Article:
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Here we have that divisive breed of CD - the instrumental guitar-centric album, guaranteed to dichotomise music fans into love it or hate it categories. Fortunately, I'm in the former camp although it could be argued why should anyone even attempt to make an instrumental guitar album post-1990 as Steve Vai's 'Passion and Warfare' was not only the single most seminal release in the genre that changed the face of such music thereafter but, at least in my opinion, has yet to be bettered, even by Vai himself. That's not to say every instrumental guitar album released since is out to compete with Vai, that would just be nonsense, and that's also not to say that everyone should love Vai and said album as I know many people have little time for his aesthetic. Rather, 'Passion and Warfare' was, and is, something very special and its influential effects can still be witnessed in the scene twenty years after its initial release. Some albums do, however, occasionally shine through the pack such as Jim Davies' 2009 debut solo effort 'Electronic Guitar' and even John 5's 'Vertigo'. Add to that list now, Jacqui Taylor's 'Brain Candy'. First, it must be said that the production is not amazing, although this is something of a DIY effort as, short of the post-production mastering, 'Brain Candy' has been produced, recorded, and mixed by the lady herself. Therefore, in light of what I'm presuming are obvious recording budgetary constraints, the overall sound is not too bad at all; it's just not amazing, like I said. With that aside, it's Jacqui's guitar abilities and compositional skills that are for discussion here and, well, they are quite amazing. Playing to a neatly layered sonic backdrop of self-created instrumentations with sampled drums, bass, keyboards and effects-infused guitar parts, apart from 'Simple Complexities' where Gary Haslett is credited with bass, all music is actually performed by Jacqui, and she crafts emotionally engaging leads over this rich tapestry of sounds. Occasional bursts of shredding colour each track at apposite moments but she's a player who exercises restraint in a kind of "less is more" dynamic. That is to say, she's evidently capable of virtuosic playing but doesn't feel the need to shit over every track with mindless displays of fretboard swagger. Instead, Jacqui gives her instrument the necessary space to 'speak' with some melodically refined lead playing that is drenched in, and dripping, pure emotional intent. A true virtuoso, no? For me, being able to communicate sincere feeling, playing from within, is what makes for genuine virtuosity in a musician, and this is evidenced on 'Brain Candy'. Jacqui Taylor is certainly a name to look out for in the scene. Go check this out right now.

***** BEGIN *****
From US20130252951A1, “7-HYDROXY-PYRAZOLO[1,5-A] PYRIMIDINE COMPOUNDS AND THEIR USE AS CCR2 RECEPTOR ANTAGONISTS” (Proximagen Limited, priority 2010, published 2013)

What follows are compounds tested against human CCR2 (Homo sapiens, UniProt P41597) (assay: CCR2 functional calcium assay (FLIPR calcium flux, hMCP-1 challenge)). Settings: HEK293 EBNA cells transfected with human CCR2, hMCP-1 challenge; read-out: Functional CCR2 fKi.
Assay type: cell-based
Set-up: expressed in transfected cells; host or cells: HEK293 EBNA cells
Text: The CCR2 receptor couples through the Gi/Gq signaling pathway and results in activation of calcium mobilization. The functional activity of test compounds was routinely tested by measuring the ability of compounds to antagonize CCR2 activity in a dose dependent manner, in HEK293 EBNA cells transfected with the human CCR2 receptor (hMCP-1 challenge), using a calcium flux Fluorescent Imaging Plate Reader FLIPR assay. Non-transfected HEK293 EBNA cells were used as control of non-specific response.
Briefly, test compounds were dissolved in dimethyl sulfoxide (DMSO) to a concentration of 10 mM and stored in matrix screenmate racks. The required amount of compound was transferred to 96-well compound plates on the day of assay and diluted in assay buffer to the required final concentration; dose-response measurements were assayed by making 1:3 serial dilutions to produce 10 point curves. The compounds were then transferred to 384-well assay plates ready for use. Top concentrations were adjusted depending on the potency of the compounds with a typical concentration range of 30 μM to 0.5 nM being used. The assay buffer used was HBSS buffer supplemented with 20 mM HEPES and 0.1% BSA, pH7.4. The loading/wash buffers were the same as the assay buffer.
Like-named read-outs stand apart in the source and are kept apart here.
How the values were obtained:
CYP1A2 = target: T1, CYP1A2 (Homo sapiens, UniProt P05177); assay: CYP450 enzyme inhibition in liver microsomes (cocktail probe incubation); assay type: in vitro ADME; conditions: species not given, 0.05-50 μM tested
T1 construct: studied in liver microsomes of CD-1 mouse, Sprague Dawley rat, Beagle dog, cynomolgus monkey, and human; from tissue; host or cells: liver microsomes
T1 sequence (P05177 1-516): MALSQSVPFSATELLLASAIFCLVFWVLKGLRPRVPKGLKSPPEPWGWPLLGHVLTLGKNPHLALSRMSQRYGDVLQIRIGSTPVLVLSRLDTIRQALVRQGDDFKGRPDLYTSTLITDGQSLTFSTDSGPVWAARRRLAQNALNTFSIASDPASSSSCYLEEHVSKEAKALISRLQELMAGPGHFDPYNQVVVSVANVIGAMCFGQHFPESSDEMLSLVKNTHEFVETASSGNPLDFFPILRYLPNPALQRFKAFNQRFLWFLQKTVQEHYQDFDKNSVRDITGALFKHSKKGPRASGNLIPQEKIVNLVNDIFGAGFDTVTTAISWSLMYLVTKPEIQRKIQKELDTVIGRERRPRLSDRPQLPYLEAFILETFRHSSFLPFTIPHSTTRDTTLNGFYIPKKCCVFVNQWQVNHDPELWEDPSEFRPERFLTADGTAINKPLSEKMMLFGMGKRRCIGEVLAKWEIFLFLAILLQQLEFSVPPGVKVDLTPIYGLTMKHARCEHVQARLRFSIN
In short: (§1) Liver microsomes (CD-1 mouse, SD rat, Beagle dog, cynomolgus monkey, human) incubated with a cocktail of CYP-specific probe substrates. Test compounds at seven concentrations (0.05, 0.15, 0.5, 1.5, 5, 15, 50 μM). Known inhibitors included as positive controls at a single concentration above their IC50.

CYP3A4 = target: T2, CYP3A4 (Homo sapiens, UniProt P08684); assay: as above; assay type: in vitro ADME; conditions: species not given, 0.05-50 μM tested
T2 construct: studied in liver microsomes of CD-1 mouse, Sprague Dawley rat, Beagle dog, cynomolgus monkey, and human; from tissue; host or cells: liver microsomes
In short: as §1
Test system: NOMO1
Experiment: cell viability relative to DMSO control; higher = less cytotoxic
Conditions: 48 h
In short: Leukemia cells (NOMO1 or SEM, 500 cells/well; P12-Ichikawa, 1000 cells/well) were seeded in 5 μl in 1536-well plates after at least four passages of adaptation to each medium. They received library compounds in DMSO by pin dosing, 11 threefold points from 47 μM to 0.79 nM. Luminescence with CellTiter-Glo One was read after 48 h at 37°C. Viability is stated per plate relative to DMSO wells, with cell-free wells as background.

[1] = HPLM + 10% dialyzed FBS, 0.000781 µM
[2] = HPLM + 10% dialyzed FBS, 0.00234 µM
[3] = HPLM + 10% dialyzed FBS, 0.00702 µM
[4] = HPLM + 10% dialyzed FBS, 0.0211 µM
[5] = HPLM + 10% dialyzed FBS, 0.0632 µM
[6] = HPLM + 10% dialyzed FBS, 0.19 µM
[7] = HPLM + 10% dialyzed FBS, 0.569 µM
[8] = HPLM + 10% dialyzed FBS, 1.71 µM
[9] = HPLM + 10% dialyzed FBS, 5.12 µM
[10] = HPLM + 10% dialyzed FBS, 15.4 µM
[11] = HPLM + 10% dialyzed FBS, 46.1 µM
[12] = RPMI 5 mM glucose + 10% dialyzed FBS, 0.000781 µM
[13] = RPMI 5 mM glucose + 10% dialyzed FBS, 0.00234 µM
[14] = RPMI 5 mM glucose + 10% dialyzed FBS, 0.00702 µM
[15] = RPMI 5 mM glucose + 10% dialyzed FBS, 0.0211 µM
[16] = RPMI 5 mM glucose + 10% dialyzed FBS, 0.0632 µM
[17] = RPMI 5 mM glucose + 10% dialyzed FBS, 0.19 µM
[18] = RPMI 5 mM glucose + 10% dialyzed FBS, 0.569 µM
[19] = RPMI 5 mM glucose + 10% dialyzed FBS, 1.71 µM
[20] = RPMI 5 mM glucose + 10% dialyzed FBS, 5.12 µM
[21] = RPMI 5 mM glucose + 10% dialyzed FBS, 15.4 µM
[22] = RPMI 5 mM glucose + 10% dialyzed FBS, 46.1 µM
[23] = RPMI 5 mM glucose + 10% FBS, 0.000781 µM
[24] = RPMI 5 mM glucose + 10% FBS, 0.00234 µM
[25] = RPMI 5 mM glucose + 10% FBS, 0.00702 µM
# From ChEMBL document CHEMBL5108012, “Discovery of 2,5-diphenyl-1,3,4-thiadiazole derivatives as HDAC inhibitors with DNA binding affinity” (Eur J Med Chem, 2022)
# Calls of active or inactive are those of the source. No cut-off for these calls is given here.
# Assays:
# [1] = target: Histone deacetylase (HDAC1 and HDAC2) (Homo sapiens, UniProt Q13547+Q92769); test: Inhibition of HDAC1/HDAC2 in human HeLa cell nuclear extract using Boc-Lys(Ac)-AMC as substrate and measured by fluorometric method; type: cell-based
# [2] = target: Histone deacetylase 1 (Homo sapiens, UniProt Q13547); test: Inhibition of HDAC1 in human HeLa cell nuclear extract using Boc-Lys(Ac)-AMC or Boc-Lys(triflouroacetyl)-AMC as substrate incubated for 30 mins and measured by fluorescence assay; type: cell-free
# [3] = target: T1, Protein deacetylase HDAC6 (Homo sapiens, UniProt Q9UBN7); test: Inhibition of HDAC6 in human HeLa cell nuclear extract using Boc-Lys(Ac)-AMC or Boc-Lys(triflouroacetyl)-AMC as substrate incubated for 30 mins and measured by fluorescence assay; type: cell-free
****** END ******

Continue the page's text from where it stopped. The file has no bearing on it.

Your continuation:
Review by Mark Holmes
1) Worlds Within
2) ...about being human
3) Simple Complexities
4) Coma/Karma
5) Cure of Souls
6) Spaces Inbetween
7) Peace of Heart
8) Mind Fusion
9) Paradox
10) Ego Pi
"...Jacqui gives her instrument the necessary space to 'speak' with some melodically refined lead playing that is drenched in, and dripping, pure emotional intent."